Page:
It’s hoped that this article can be updated one day and put Moldova in a much more positive light.
Moldova is a very interesting place, but it does have problems also
Moldova is interesting on several fronts. But it also has a unsavory side too.
For good or bad this article was created because of the attention caused by the cruel treatment of stray dogs in Moldova:
(warning: ADULT CONTENT, this link has DISTURBING IMAGES AND WORDS. The disturbing images and words may upset children and yes, even adults may find this extremely distressing). Generally the author prefers to become interested in a country because of something positive about that country rather than a bad thing–”it’s always nicer to have good first impressions when writing an article.”
It would be nice if one day (animal) Vets Without Borders
made regular visits to this country.
Why do veterinarians want to work in Moldova? They might not want to work in Moldova, but they are part of the pet industry and it makes a lot of money–”In 1998, US$23 billion was spent on pets in the United States.” [ source:
, accessed 2012]
Stray dogs can also cause problems with the humans that have to live side by side with them–rabies, noise (howling & dog fights), and fear-of-dogs to name a few examples.
Many parts of the world do face problems with stray dogs, and it currently seems that Moldova is one of those places–possibly because of the lack of money.
In the above article which possibly many of you may not have read because of the warning attached to the link, costs are not assigned for humane capture of dogs, and the dogs must also be killed by cruel physical means (the above article: “
” claims the dogs are not killed by injection–as happens in many countries–because veterinary medicine costs money).
Details About Moldova
Moldova – Natalia Barbu – Fight
The country of Moldova
- Time Zone: GMT+2 [when checked on 2012]
- Land locked country
- The GDP for Moldova has been steadily rising, and is now around 11 billion dollars
- A military clash/engagement occurred at the beginning of 1992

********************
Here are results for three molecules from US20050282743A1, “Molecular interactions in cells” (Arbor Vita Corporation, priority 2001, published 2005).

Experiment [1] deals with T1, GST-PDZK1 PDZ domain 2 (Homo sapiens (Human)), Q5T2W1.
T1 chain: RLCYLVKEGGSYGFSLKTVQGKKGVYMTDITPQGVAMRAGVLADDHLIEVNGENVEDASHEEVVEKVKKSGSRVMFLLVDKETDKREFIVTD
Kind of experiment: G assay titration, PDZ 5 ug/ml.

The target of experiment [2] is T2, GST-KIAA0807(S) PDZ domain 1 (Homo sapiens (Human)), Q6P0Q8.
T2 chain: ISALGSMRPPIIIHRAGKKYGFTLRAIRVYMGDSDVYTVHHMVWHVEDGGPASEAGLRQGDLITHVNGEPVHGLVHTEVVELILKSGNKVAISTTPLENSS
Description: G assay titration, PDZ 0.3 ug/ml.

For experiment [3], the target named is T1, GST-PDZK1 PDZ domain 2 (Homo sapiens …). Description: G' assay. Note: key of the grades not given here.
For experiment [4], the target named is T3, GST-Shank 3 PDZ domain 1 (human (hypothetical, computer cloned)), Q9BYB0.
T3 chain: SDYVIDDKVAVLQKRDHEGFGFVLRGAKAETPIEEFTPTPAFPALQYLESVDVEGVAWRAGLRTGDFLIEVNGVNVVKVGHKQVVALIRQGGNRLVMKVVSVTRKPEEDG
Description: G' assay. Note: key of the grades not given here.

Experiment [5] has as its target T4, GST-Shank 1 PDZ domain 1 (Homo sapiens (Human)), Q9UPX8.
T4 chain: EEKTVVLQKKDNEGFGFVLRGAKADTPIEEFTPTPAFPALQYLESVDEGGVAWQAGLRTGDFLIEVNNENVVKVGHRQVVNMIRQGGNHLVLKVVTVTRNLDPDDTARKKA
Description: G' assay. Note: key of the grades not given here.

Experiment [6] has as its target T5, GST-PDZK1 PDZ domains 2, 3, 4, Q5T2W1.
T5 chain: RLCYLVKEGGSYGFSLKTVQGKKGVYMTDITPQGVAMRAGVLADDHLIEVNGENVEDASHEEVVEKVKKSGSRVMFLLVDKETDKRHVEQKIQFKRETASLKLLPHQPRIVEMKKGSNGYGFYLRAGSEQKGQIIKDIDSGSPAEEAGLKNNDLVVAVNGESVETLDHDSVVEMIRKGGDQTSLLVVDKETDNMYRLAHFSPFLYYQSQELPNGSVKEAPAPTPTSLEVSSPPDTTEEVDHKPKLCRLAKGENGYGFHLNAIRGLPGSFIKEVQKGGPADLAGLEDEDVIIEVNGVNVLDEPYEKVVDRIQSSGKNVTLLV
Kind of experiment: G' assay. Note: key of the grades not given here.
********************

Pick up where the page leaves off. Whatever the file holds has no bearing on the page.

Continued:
- Major civil unrest in 2009
- Moldova is known for its wines
- Tourism has tended to focus on landscapes, history and wine tours
- Has no minerals and so depends on agriculture
- Does have industries that produce various products
- Dependance on energy supply from external sources
Given the authors statement below, about the Moldovan people traveling to other countries, the human rights claims of police torture and abuse is surprising to some degree; however, here is the stuff from amnesty:
. This human rights abuse is supported by other articles as well.
Population: 3.5 million [when checked in 2012]
A lot of the Moldova population tend to seek work in other countries–often illegally apparently. Estimates are around 25% of the population work in other countries (around 1 million people).
Moldova pays around 38% of its GDP as remittance to citizens who live abroad. From the authors point of view, a country that lets its people travel, and live abroad is a country that will take notice of international views. Also this international nature will also be of benefit as it allows the world to check out what Moldova is about and what it’s currently doing. Unfortunately in the authors case it was the bad treatment of dogs–backed up by accounts of travelers who felt nervous about going out during the night with all the stay dogs around–a situation that is probably common in many countries that tourists visit.
This movement of the population to work in other countries may explain the population decline between the years 1992 onwards (a decline from around 4 million people to around 3 million people).
wow just ask and it gives information on GDP per capita and populations graphs–nice!
Shortened link to this article: A country called Moldova [article]:
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